I used a Lapack library to compute Singular Value Decomposition of symmetrical Matrix in c# language like:

$\left( \begin{array}{ccc} 1 & 2 & 5 \\ 2 & 1 & 7 \\ 5 & 7 & 1 \end{array} \right) = \left( \begin{array}{ccc} -0.467 & -0.328 & -0.821 \\ -0.582 & -0.586 & 0.564 \\ -0.666 & 0.741 & 0.083 \end{array} \right) \left( \begin{array}{ccc} 10.62 & 0 & 0 \\ 0 & 6.74 & 0 \\ 0 & 0 & 0.88 \end{array} \right) \left( \begin{array}{ccc} -0.467 & -0.582 & -0.666 \\ 0.328 & 0.586 & -0.741 \\ 0.821 & -0.564 & -0.083 \end{array} \right) $

but How do I get eigenvectors and eigenvalues from $USV^T$, I was reading that $S$ are the eigenvalues but like the sign must be changed... also the $U$ gives the eigenvectors but there is an issue with the sign, is there a rule to get the correct sign?


The singular values of a matrix $A$ (not necessarily square) are the square roots of the eigenvalues of $A^TA$. Squaring $S$ will NOT give the eigenvalues of $A$, but of $A^TA$. Additionally, the singular vectors (the columns of $U$ and $V$) are the eigenvectors of $A^TA$ and $AA^T$. A priori, there is no direct connection between the eigenvalues of $A$ and the singular values of $A$, or between eigenvectors and singular vectors.

Of course, there are some relations. Given a diagonal matrix, it scales the length of a vector by at most the largest entry in the matrix. Because orthogonal matrices preserve length, the largest singular value is the largest amount by which the length of a vector can be scaled. If $A$ is symmetric, the same description holds of the largest eigenvalue. However, in general, if $\lambda$ is the largest eigenvalue of $A$, then in general $|\lambda|$ will be smaller than the largest singular value. For example, with the matrix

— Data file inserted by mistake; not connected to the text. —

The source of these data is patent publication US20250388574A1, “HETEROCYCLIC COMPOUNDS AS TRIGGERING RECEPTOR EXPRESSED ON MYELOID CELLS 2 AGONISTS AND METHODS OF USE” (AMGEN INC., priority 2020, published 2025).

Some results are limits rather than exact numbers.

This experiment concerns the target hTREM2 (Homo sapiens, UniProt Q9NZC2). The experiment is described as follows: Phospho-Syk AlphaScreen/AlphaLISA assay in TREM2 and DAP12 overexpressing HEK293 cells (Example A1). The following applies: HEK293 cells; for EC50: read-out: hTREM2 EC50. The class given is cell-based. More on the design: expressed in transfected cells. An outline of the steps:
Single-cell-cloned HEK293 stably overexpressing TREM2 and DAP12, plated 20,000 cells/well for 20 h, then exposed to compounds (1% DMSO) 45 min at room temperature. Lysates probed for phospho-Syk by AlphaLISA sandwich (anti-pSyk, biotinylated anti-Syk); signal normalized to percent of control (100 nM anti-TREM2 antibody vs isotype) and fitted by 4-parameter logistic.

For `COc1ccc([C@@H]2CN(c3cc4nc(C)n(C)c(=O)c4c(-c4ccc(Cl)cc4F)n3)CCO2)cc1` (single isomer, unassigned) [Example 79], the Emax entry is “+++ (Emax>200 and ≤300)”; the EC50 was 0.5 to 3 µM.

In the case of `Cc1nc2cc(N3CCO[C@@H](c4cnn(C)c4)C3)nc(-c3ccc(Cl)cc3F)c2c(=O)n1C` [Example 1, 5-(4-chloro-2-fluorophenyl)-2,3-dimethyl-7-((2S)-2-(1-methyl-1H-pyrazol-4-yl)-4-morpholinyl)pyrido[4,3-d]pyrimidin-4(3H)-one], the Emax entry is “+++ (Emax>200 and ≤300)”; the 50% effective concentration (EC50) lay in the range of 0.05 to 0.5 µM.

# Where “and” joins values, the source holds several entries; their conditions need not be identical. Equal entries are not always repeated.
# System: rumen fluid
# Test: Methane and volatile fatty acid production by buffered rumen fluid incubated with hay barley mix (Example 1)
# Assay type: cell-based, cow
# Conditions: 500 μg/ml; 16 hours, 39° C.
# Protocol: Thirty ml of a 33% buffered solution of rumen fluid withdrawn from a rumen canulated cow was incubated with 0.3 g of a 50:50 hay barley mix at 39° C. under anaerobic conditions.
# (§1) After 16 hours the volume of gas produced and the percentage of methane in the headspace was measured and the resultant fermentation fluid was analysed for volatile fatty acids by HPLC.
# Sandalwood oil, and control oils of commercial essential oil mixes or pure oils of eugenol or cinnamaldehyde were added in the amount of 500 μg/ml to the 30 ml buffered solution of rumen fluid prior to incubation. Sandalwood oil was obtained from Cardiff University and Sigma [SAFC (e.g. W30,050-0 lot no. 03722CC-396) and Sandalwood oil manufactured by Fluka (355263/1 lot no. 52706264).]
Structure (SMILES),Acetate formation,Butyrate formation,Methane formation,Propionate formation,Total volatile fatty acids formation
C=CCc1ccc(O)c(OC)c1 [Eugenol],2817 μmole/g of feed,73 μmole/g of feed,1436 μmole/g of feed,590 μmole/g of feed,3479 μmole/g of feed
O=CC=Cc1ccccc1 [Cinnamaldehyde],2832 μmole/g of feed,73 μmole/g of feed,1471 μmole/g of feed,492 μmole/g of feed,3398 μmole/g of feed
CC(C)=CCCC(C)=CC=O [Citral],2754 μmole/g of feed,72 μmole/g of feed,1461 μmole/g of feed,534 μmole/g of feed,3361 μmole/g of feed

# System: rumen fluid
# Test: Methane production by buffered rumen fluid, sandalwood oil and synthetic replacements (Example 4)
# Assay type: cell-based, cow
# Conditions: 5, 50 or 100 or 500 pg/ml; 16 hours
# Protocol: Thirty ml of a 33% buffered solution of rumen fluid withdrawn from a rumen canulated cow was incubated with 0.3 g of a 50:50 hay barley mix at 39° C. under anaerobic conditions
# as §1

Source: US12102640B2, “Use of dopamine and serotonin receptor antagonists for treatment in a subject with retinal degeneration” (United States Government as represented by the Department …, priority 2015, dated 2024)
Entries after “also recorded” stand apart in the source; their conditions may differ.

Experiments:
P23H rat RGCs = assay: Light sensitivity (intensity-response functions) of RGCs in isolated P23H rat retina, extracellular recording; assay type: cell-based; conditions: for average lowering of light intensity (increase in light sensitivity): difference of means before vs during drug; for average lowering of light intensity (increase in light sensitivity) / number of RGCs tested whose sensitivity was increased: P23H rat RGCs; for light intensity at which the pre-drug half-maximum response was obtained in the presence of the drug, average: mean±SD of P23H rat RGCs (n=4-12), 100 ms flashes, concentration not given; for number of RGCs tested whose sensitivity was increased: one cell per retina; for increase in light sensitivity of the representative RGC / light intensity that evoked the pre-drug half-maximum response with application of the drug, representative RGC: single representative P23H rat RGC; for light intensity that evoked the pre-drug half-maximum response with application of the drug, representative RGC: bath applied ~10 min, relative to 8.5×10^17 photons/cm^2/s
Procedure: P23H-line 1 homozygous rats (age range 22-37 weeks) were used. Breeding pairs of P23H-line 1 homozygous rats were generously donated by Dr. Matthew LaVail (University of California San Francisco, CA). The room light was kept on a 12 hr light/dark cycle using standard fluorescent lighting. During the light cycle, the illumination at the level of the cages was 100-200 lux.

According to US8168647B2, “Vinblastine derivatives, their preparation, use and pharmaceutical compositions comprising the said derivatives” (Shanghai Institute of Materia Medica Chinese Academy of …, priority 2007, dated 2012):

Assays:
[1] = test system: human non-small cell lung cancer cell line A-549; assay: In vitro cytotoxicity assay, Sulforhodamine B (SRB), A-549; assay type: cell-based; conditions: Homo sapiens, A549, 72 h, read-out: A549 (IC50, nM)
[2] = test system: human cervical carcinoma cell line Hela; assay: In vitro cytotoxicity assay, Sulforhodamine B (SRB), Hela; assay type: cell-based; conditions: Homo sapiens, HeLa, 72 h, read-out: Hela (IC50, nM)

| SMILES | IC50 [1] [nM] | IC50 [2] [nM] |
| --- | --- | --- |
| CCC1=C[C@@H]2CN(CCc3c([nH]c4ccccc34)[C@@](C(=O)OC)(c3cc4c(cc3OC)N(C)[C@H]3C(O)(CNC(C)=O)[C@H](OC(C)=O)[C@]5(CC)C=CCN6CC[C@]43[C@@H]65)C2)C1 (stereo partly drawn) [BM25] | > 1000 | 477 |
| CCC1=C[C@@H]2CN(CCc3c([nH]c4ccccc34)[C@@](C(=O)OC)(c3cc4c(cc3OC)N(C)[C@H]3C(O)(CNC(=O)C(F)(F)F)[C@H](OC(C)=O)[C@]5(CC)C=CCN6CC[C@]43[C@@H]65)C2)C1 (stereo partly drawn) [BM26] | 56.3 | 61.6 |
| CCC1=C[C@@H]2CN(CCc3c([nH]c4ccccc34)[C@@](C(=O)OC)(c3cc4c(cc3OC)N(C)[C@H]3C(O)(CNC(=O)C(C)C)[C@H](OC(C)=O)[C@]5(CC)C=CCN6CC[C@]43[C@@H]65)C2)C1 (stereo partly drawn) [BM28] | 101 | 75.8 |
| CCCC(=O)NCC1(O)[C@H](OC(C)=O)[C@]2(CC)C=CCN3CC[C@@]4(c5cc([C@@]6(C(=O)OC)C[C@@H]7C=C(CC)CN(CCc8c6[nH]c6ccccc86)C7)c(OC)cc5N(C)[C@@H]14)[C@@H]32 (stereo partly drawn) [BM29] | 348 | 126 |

$$ \pmatrix{1 & 2\\ 3 & 4}$$

the eigenvalues are $5.372$ and $-.372$, while the singular values are $5.465$ and $.366$.

If $A$ is symmetric, the eigen-decomposition is an SVD decomposition. Unfortunately, I know of no good way to go from one decomposition to another in general.

There is a nice relationship for normal matrices, that is matrices which satisfy $AA*=A*A$. (or in the case of real matrices, $AA^T=A^TA$). A matrix is normal if and only if it can be diagonalized by a unitary matrix, that is $A=USU^*$ where $UU^*=I$ and $S$ is diagonal. In this case, $AA^*=(USU^*)(US^*U^*)=U(SS^*)U^*$. In this case, $SS^*$ will be diagonal and will contain the squares of the lengths of the eigenvalues of $A$, and therefore the singular values of $A$ are in fact the absolute values of the eigenvalues of $A$.

Unfortunately, this makes it easy to go from an eigenvalue decomposition of $A$ to an SVD, but not the other way around.

  • $\begingroup$ If I understood right, If I have a summetric matrix, I can use SVD to get eigenvalues and eigenvectors right?.... So, the only detail is the sign of $U$ to get eigenvectors and the diagonal of $S$ are eigenvalues right? $\endgroup$
    – edgarmtze
    Jan 23 '12 at 16:44
  • 1
    $\begingroup$ @cMinor For a symmetric matrix, the SVD decomposition is the eigen-decomposition. No work is required to go from one to the other. You will have that $U=V$ to begin with (or rather, you can, as technically, one could change the signs of any of the column's of $U$ to produce a $V$ that works for SDV. So really, you can just ignore $V$ in entirety). I don't know what you mean by the sign of $U$, but yes, the diagonal entries of $S$ will be the eigenvalues. However, when you're normal, they are only the lengths of the eigenvalues, and when you're not normal, there is no clear relationship. $\endgroup$
    – Aaron
    Jan 23 '12 at 17:12

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